Ethnic Origin Reference Guide, National Household Survey, 2011
Table of contents
Definitions and concepts
The 2011 National Household Survey (NHS) question on ethnic origin collects information on the ancestral origins of the population and provides information about the composition of Canada's diverse population.
Ethnic origin refers to the ethnic or cultural origins of the respondent's ancestors. An ancestor is someone from whom a person is descended and is usually more distant than a grandparent. Other than Aboriginal persons, most people can trace their origins to their ancestors who first came to this continent. A person may have only a single ethnic origin, or may have multiple ethnicities.
Ethnic origin refers to a person's 'roots' and should not be confused with citizenship, nationality, language or place of birth. For example, a person who has Canadian citizenship, speaks Panjabi (Punjabi) and was born in the United States may report Guyanese ethnic origin.
It is important to note that ethnic origin responses are a reflection of each respondent's perception of their ethnic ancestry, and, consequently, the measurement of ethnicity is affected by changes in the social environment in which the question is asked and changes in the respondent's understanding or views about the topic. Awareness of family background or length of time since immigration can affect responses to the ethnic origin question as well.
This means that two respondents with the same ethnic ancestry could have different response patterns and thus could be counted as having different ethnic origins. For example, a respondent could report 'East Indian' as an ethnic origin while another respondent, with a similar ancestral background, could report 'Punjabi' or 'South Asian' instead. Therefore, ethnic origin data can be fluid. Nevertheless, ethnic origin data in the NHS are a reflection of the respondent's perception of his or her ethnic ancestry at the time of collection. Users who wish to obtain broader response estimates may wish to combine data for one or more ethnic origins together or use estimates for ethnic categories (e.g., 'South Asian origins').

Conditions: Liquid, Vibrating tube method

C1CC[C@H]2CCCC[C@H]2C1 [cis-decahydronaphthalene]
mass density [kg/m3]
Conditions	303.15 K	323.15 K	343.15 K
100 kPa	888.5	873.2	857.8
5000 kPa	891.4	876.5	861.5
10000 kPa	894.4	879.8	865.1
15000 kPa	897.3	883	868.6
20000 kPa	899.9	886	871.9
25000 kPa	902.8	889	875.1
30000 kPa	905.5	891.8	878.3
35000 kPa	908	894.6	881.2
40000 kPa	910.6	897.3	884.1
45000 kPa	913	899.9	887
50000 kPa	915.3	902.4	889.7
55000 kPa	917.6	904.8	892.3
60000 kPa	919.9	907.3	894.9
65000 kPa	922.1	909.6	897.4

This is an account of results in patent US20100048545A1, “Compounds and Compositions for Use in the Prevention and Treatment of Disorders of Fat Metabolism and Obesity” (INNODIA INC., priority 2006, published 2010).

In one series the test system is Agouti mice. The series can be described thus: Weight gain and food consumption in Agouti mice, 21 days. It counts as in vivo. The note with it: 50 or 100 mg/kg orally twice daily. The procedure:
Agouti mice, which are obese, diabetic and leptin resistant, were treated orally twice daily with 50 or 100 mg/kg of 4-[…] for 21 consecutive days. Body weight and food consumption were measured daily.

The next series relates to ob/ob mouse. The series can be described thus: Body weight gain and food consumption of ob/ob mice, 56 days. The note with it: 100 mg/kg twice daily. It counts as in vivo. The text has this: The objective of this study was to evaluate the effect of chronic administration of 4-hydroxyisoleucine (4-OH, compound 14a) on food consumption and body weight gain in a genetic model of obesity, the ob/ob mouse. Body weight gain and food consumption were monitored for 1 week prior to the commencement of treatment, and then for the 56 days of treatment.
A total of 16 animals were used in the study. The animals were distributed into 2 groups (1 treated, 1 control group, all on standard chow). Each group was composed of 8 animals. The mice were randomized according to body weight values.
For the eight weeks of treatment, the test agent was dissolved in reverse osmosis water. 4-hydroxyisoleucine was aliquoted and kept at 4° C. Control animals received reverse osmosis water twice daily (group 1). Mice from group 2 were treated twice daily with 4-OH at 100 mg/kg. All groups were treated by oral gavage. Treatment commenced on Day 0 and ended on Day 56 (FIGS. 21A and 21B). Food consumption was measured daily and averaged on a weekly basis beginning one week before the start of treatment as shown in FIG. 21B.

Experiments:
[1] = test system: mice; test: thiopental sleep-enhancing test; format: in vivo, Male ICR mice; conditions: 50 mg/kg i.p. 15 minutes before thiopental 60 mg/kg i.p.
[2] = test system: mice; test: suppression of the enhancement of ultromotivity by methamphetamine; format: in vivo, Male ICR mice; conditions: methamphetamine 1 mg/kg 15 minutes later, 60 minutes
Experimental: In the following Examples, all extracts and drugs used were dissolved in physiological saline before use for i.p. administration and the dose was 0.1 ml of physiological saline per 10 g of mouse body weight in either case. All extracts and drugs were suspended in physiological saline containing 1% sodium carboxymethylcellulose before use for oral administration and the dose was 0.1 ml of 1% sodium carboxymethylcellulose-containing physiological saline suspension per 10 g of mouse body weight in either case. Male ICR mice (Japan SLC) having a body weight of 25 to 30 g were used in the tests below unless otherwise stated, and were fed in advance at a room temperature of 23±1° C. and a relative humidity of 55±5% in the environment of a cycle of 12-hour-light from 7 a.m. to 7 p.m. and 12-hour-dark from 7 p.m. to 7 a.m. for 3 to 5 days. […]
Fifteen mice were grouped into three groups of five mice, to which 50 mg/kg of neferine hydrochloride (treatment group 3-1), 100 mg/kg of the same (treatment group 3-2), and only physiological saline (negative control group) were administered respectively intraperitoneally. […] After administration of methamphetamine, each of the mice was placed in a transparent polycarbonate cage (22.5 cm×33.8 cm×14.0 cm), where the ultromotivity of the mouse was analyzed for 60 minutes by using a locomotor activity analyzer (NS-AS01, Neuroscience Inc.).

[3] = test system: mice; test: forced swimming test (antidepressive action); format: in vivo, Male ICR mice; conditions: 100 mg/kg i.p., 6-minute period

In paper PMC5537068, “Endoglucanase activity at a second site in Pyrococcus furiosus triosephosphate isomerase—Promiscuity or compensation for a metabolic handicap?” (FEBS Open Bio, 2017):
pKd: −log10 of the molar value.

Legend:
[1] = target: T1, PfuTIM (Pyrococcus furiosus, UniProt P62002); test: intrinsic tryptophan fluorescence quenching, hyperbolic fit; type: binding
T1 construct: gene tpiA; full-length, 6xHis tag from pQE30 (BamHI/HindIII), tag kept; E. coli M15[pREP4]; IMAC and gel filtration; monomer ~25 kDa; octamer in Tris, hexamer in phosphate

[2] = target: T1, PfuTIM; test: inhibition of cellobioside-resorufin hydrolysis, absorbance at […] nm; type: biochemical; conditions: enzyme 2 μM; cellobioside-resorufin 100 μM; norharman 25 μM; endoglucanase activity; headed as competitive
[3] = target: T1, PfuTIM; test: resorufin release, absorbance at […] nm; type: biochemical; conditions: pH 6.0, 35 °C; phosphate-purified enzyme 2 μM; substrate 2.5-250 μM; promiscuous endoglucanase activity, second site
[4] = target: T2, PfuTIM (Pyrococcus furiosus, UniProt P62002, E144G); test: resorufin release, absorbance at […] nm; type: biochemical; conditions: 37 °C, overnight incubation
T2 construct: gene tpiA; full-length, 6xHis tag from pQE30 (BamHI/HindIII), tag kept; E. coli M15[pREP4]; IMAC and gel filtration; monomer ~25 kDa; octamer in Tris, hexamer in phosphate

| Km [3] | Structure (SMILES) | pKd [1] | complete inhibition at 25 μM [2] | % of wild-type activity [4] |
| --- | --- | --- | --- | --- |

In the 2011 NHS, the terms 'ethnic origin,' 'ethnic group' and 'ethnic ancestry' are used interchangeably.
Data from the ethnic origin question in the National Household Survey (NHS) are used to derive summary and detailed variables which help to provide an ethnocultural portrait of the population living in Canada. Tables accessible from the 'Data and other products' section of this document show the specific Ethnic origin variables used in data products for the 2011 NHS. The detailed ethnic origin classification in the 2011 NHS is also available in Appendix 1.2 of the National Household Survey Dictionary, Catalogue no. 99-000-X. The 2011 NHS includes data for more than 200 ethnic origins reported by people living in Canada. For each ethnic origin published, total, single and multiple response counts are provided.
A single ethnic origin response occurs when a respondent provides one ethnic origin only. For example, in 2011, about 544,445 people stated that their only ethnic origin was Scottish.
A multiple response occurs when a respondent provides two or more ethnic origins. For example, in 2011, about 4,170,530 people gave a response which included Scottish and one or more other ethnic origins.
Total response counts (also called 'Total – Single and multiple ethnic origin responses' in some data tables) indicate the number of persons who reported a specified ethnic origin, either as their only ethnic origin or in addition to one or more other ethnic origins. Total responses are the sum of single and multiple responses for each ethnic origin. For example, in 2011, a total of about 4,714,970 persons reported having Scottish as an ethnic origin (the sum of the 544,445 persons who reported Scottish as their only ethnic origin and the 4,170,530 persons who reported Scottish in combination with other ethnic origins).
Ethnicity is a difficult concept to measure and there is no internationally recognized classification for this concept. In general, 2011 NHS data for an ethnic group are published by Statistics Canada if the count is about 500 or higher.